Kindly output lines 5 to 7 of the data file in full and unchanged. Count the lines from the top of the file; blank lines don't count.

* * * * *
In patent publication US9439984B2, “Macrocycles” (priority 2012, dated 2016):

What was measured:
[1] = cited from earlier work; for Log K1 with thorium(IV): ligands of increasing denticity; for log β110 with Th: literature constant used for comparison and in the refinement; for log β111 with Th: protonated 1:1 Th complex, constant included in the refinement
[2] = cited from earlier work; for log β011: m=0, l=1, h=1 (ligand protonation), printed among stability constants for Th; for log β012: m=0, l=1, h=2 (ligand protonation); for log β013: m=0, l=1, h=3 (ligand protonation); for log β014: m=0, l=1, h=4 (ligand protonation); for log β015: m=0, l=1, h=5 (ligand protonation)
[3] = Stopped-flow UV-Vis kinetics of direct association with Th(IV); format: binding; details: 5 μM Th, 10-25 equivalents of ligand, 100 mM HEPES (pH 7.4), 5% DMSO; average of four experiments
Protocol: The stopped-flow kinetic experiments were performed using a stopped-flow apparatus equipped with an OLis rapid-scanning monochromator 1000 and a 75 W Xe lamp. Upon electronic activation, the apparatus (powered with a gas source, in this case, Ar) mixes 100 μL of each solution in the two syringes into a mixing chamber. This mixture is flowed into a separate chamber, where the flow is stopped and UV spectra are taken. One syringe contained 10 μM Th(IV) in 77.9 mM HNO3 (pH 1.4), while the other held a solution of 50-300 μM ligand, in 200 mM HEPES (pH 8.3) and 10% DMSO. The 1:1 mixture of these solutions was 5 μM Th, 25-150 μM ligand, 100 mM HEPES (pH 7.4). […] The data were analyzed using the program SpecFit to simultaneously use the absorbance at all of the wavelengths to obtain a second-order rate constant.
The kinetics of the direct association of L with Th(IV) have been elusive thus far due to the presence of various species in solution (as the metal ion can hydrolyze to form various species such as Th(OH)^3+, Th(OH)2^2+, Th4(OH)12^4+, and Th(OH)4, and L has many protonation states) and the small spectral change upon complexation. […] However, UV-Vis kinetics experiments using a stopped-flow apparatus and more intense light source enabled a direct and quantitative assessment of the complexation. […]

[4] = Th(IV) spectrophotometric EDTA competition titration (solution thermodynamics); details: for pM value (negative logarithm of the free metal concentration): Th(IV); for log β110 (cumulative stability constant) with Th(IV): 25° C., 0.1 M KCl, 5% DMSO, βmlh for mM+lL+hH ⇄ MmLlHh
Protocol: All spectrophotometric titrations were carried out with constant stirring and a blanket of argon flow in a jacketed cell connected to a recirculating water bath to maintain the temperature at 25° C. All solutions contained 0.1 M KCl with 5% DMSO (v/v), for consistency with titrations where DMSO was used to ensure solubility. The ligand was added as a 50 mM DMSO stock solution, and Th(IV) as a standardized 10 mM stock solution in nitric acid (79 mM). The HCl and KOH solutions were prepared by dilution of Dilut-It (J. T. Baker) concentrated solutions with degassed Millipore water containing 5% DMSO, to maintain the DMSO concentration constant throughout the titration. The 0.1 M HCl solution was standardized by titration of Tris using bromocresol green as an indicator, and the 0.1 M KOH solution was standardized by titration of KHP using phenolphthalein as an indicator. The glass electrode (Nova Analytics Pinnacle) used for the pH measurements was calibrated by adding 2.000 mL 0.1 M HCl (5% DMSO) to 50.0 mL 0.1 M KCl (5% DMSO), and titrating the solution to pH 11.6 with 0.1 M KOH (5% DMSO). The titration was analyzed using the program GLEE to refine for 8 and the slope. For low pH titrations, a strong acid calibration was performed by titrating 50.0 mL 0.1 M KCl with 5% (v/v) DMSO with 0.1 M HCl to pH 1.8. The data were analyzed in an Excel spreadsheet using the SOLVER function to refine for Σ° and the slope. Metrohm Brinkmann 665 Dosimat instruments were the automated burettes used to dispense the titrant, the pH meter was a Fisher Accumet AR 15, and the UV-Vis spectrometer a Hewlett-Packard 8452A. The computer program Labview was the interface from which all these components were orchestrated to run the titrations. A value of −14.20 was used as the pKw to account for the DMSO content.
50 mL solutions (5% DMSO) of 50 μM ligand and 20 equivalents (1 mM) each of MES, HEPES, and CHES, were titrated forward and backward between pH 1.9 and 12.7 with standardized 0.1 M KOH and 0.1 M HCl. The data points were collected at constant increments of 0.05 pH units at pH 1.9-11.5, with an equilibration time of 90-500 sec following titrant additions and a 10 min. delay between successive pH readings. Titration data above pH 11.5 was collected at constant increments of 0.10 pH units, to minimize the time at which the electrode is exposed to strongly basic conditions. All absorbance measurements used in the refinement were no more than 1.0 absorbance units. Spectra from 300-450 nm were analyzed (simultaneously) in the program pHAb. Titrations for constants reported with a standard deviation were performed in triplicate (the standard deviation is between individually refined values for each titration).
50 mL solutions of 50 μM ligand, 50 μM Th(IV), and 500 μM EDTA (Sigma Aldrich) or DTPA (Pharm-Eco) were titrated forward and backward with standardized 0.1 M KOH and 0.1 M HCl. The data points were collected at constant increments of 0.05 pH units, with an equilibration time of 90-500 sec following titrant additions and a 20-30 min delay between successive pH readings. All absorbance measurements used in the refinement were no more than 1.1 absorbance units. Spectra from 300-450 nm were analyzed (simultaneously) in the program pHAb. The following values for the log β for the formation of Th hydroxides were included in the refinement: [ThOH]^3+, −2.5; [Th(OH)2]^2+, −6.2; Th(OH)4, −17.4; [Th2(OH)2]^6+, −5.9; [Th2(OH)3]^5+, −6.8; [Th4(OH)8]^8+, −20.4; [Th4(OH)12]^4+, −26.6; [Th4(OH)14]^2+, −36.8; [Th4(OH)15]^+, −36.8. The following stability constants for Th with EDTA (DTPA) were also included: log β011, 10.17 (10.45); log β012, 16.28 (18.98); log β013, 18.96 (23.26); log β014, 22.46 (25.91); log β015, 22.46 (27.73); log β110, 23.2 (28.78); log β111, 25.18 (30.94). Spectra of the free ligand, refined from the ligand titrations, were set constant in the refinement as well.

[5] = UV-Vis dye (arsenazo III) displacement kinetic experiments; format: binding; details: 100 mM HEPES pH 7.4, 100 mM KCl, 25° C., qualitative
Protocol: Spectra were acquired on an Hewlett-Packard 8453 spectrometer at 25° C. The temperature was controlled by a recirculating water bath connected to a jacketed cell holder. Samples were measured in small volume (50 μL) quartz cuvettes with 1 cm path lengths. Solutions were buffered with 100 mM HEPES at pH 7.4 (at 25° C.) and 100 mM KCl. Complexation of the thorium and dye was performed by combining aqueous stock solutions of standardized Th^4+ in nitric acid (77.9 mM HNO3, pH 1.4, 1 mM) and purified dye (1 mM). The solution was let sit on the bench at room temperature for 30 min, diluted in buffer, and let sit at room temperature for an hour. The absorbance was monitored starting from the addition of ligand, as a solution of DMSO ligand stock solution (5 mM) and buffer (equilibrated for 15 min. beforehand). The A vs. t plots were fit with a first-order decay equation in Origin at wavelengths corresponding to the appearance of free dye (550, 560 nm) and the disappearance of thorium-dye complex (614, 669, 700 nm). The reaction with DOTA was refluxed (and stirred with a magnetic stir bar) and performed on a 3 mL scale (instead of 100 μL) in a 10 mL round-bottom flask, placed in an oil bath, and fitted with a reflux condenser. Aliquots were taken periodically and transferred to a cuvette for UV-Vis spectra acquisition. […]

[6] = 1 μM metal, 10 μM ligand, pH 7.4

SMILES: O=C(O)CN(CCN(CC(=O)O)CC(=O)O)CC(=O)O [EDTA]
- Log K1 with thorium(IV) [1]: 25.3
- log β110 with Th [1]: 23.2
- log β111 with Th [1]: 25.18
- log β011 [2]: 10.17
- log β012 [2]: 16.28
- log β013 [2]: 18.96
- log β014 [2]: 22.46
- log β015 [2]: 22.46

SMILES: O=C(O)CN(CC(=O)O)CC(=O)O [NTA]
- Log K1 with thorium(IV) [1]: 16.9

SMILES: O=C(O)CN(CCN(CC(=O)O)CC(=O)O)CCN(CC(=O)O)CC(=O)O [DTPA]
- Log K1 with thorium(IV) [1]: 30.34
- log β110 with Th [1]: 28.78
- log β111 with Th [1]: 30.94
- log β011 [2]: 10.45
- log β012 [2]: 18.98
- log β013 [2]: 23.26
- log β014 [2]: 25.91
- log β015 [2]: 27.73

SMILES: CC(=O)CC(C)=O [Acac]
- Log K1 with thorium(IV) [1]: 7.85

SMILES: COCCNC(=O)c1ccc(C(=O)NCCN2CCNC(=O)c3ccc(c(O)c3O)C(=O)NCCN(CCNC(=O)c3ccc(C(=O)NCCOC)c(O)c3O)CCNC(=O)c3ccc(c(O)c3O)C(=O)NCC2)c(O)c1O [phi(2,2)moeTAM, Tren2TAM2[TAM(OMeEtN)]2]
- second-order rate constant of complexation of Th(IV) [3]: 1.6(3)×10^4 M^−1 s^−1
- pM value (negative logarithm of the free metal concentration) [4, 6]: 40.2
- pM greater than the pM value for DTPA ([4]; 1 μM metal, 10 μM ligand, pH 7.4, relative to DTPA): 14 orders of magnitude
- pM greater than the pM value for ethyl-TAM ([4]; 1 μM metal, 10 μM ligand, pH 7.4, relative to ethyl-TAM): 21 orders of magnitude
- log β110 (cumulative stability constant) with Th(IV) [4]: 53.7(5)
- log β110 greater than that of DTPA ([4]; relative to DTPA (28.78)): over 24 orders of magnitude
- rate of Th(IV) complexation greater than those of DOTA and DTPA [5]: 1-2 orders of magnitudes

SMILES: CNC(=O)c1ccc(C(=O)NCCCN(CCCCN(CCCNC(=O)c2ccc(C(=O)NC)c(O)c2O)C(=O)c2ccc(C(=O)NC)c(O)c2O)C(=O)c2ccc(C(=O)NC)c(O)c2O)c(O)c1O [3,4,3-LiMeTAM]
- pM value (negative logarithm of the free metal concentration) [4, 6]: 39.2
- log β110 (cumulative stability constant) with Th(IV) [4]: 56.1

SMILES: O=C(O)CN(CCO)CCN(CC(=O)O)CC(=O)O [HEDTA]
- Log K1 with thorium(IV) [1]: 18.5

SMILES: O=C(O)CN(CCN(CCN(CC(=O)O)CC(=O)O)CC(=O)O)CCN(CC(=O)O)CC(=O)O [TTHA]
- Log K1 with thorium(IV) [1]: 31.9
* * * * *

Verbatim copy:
[3] = Stopped-flow UV-Vis kinetics of direct association with Th(IV); format: binding; details: 5 μM Th, 10-25 equivalents of ligand, 100 mM HEPES (pH 7.4), 5% DMSO; average of four experiments
Protocol: The stopped-flow kinetic experiments were performed using a stopped-flow apparatus equipped with an OLis rapid-scanning monochromator 1000 and a 75 W Xe lamp. Upon electronic activation, the apparatus (powered with a gas source, in this case, Ar) mixes 100 μL of each solution in the two syringes into a mixing chamber. This mixture is flowed into a separate chamber, where the flow is stopped and UV spectra are taken. One syringe contained 10 μM Th(IV) in 77.9 mM HNO3 (pH 1.4), while the other held a solution of 50-300 μM ligand, in 200 mM HEPES (pH 8.3) and 10% DMSO. The 1:1 mixture of these solutions was 5 μM Th, 25-150 μM ligand, 100 mM HEPES (pH 7.4). […] The data were analyzed using the program SpecFit to simultaneously use the absorbance at all of the wavelengths to obtain a second-order rate constant.
The kinetics of the direct association of L with Th(IV) have been elusive thus far due to the presence of various species in solution (as the metal ion can hydrolyze to form various species such as Th(OH)^3+, Th(OH)2^2+, Th4(OH)12^4+, and Th(OH)4, and L has many protonation states) and the small spectral change upon complexation. […] However, UV-Vis kinetics experiments using a stopped-flow apparatus and more intense light source enabled a direct and quantitative assessment of the complexation. […]